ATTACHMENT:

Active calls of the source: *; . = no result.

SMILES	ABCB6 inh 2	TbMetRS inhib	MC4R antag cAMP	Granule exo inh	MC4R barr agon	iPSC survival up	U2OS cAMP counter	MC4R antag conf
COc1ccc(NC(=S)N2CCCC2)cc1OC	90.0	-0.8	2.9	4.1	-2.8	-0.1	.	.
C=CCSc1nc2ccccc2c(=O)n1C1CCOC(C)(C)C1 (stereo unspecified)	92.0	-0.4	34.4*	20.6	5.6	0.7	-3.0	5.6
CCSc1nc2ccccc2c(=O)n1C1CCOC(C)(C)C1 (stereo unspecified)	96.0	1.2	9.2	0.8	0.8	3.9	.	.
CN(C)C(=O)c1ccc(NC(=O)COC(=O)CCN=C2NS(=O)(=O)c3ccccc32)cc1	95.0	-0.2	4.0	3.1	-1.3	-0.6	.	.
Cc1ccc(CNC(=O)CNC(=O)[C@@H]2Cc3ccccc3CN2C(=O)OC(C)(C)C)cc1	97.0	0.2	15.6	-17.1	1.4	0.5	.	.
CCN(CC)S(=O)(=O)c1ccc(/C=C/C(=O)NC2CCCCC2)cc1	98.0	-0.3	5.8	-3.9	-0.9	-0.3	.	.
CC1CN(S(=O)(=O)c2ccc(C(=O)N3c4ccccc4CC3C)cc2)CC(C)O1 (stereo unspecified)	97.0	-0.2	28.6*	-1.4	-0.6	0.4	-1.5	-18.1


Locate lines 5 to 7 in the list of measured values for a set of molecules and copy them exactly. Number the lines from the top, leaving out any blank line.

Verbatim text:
CCSc1nc2ccccc2c(=O)n1C1CCOC(C)(C)C1 (stereo unspecified)	96.0	1.2	9.2	0.8	0.8	3.9	.	.
CN(C)C(=O)c1ccc(NC(=O)COC(=O)CCN=C2NS(=O)(=O)c3ccccc32)cc1	95.0	-0.2	4.0	3.1	-1.3	-0.6	.	.
Cc1ccc(CNC(=O)CNC(=O)[C@@H]2Cc3ccccc3CN2C(=O)OC(C)(C)C)cc1	97.0	0.2	15.6	-17.1	1.4	0.5	.	.